He’s All That a Harmless Gender-Flipped She’s All That Remake
As if channeling her own Judith Viorst short story, influencer Padgett Sawyer (Addison Rae) is having a terrible, horrible, no good, very bad day. The high school senior, known for her upbeat positivity and astonishing skills as a makeover artist, has walked in on her musician boyfriend – and fellow influencer – Jordan Van Draanen (Peyton Meyer) in flagrante with a model. Padgett melts down live for all the internet to see, angry snot bubble and all.
Needless to say, the teenager is shattered by this turn of events. Determined to show the world this moment of heartbreak doesn’t define her, and to assure trash-talking BFF Alden (Madison Pettis) she still has what it takes to be a superstar, Padgett bets that she can transform anyone at their school, even the biggest loser, into the Prom King. This means flannel-wearing loner Cameron Kweller (Tanner Buchanan) is the perfect candidate for a makeover, the giddy influencer eager to convert him from a nobody to a somebody whether he wants her to or not.
The presence of Rachael Leigh Cook (as Pagett’s caring mom Anna) and Matthew Lillard (as the high school’s exasperated principal) notwithstanding, He’s All That is not a sequel to 1999’s She’s All That. Returning screenwriter R. Lee Fleming Jr. has fashioned a gender-flipped remake brought up to the 2020s, even if many of the overall core plot beats and character permutations are practically identical between the two motion pictures.
That’s pretty much it. We’ve got an evil best friend, Alden, and an angelic best friend, Quinn, charmingly portrayed by newcomer Myra Molloy and who’s sadly given far too little to do, on Padgett’s side of the ledger, while on Cameron’s there’s a perky little sister, Brin (Isabella Crovetti), and a not-so-vaguely queer-coded bestie, Nisha, played to perfection by a scene-stealing Annie Jacob. There’s a makeover scene, an impromptu karaoke duet, a birthday costume party (F. Scott Fitzgerald themed, no less), a gymnasium dance-off and even a strange horse-riding lesson that devolves into a pair of teenagers throwing equine poo at one another.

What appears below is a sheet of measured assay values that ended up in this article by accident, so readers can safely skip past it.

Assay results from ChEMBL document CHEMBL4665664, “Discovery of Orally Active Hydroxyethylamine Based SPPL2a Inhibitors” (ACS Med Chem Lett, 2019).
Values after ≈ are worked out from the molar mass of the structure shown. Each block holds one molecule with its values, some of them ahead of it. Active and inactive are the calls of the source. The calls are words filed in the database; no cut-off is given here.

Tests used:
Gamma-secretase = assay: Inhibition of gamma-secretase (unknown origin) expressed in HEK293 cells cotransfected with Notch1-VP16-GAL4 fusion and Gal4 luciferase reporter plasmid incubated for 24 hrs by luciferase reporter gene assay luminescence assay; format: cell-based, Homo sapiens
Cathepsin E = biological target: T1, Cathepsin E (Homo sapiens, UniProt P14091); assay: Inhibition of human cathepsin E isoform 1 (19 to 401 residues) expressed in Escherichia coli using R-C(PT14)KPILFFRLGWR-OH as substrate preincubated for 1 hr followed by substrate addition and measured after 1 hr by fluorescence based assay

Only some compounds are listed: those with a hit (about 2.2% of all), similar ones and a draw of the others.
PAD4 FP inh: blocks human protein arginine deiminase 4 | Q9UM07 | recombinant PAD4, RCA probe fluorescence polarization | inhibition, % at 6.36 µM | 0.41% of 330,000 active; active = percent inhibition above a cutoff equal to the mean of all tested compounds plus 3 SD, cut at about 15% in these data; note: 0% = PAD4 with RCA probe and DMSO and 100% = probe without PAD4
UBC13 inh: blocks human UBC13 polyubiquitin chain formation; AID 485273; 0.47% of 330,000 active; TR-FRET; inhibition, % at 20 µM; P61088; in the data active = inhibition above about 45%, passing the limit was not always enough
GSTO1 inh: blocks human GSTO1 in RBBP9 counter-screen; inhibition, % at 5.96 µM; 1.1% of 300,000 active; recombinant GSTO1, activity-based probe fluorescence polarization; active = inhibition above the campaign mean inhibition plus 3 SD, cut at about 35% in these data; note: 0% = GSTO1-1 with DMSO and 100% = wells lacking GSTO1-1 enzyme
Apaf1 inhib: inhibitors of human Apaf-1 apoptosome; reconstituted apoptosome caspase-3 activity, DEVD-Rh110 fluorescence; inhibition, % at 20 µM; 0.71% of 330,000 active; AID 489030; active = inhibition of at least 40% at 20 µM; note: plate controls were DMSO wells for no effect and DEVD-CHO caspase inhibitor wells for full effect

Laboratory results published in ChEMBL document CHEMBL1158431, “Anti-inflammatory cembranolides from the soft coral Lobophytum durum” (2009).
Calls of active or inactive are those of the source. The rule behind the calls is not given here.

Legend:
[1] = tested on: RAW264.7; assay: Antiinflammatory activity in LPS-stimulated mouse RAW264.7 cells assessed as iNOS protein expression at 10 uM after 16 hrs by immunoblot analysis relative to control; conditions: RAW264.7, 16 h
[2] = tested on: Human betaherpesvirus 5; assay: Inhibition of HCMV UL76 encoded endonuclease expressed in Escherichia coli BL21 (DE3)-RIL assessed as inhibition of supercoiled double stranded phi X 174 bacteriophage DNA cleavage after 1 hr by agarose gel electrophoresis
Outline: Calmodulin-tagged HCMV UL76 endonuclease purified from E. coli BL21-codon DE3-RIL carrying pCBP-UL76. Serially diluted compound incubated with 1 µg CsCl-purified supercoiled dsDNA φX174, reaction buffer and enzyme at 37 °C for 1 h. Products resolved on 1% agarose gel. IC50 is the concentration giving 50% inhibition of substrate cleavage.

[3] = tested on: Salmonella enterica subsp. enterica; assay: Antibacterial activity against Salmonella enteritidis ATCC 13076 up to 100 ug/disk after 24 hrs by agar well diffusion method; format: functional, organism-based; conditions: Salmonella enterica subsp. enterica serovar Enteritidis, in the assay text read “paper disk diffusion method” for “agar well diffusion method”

But none of it feels especially inspired. Even the observations about living life in the public spotlight and eschewing actual human interaction for the thrill of a high follower count are much too obvious and more than a little tired. There aren’t any surprises, and even the big moments of revelation fall slightly flat and don’t come close to being as empowering or as edifying as I am almost certain was the intent.
Yet, I have a hard time holding too big a grudge against this remake. Mark Waters, what with the likes of Mean Girls, Freaky Friday and Head Over Heels under his belt, knows what he’s doing, the director showcasing a breezily light touch that’s moderately impressive. Scenes don’t linger on for too long and the focus remains squarely on Padgett and Cameron’s deepening affections for one another. Waters also stages a rather lovely scene between Quinn and Nisha that’s noteworthy for its subtle authenticity, and I admit I’d almost rather have watched a movie about Molloy and Jacob’s characters instead of this one if given the choice.
But Rae and Buchanan have chemistry, and even if his character’s conversion into a hottie is as identically silly as Cook’s was in the original (Cameron’s studly reveal almost feels like a gag lifted out of 2001’s Not Another Teen Movie, only played straight and not for laughs), I did find myself wanting to see the couple end up together. For teen and tween viewers, He’s All That will likely satisfy, and in this instance, I’m tempted to say that’s more than enough and leave it there.
Film Rating: 2½ (out of 4)